What made La La Land so successful? Was it the star power of Ryan Gosling, Emma Stone and John Legend? Could it have been the amazing music? Perhaps it was the plot and storyline? As it turns out, it was probably all three.
It seems that Director Damien Chazelle took note in recognizing that “everyone loves a classic” and took the classical route the whole way, including in La La Land’s marketing plans. While Lionsgate still utilized all advertising platforms expected of movies these days, La La Land did it in a way reminiscent of years ago, nodding to classic film aspects that La La Land references. The quality of the posters speak for themselves:
Of course, it would have been quite the impressive fail had the star power of Ryan Gosling, Emma Stone and John Legend not brought the views in as well. For Chazelle to be lucky enough that Gosling and Stone had wonderful chemistry on set was the cherry on top: La La Land would be a hit.
La La Land was a hit of course, with the combined help of stars, posters, and trailer releases that did great, coming second only to Lion on Facebook likes/followers and official trailer views in the Academy Awards Social Media Competition, and ranking first on YouTube trailer comment growth with flying colors. (See Here for more of Fanbridge’s charts) To add to their social media success, they also had ranked number one on Instagram follower growth.
A few well-known YouTube stars such as Dodie Clarke and Jon Cozart helped La La Land and shared their own talents with the world with a cover of the hit song “City of Stars” on YouTube.
The hits don’t stop on social media, as the soundtrack took Austin Texas by storm; so much so, that FonsPR decided to re-create “A Lovely Night” dance sequence in honor of the film.
While star power, music, posters and social media are all great for La La Land, it is surely the plot that carries the film full circle. The film was not marketed as a regular modern romance, because it simply wouldn’t have reflected the feel of the film. How perfect that the marketing campaign mimicked that of a 1950’s Hollywood musical! Rather than marketing it as a romance, they focused on the musical theatre element, which brings a comeback sense of nostalgia. What audience doesn’t love to reminisce?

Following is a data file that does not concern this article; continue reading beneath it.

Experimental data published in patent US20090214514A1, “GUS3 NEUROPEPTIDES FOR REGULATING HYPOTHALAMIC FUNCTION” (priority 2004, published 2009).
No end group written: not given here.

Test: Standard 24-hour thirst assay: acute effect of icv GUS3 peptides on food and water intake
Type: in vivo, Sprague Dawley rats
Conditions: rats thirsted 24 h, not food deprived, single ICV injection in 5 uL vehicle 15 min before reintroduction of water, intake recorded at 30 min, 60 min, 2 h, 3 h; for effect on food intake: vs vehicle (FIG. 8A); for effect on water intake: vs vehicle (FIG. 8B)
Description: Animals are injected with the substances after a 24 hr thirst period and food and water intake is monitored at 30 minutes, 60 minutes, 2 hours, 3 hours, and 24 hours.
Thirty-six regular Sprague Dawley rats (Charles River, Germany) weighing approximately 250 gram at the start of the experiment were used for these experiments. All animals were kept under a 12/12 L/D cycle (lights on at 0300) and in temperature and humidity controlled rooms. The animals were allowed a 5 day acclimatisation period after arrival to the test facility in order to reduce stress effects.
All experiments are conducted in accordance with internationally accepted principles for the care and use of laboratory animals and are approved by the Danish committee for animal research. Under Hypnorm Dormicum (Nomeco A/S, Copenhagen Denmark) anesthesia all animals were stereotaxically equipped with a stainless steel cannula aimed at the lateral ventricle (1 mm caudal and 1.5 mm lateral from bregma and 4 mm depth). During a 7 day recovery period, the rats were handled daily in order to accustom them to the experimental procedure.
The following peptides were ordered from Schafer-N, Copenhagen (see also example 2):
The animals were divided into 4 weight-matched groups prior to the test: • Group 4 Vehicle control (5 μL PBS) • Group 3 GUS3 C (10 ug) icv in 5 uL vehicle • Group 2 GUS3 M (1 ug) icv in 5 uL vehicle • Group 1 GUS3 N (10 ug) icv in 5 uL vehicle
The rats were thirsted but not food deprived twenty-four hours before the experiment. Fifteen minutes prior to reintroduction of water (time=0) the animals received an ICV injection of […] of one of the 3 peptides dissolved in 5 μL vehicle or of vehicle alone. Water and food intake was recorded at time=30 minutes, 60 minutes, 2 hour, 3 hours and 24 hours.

As stated before, they did not ignore social media, however they had to play this strategically since it was marketed similarly to that of an older film. They did this by keeping the posters, pictures and video under the nostalgic lens, keeping the older-film feel (even if it was viewed online). Though difficult, they played this successfully as La La Land quickly became one of the most talked about films online.
The film was initially released in early December, primed for awards season. La La Land doubled its screens (to 1500) the weekend that it won 7 Golden Globe awards. Due to its success, celebrities and press coverage gave La La Land some well-deserved recognition, adding to its success. See here for more details.
The marketing campaign did not end after the release date. While La La Land may have gotten a “Love it or Hate it” response, everyone can agree that such response certainly got people talking. So much so in fact, that Jimmy Fallon parodied the opening scene of La La Land to the opening of the golden globes. To read more about La La Land’s campaign, see here.
While the film may not be for everyone, there is almost always something that can be found to reach everyone’s liking. Whether it is the actors who brought the public in, the music, the romance or even the vibrant colors, La La Land is a film that won’t be forgotten any time soon.
What were your first impressions of La La Land? Do you think La La Land’s different approach to marketing was effective?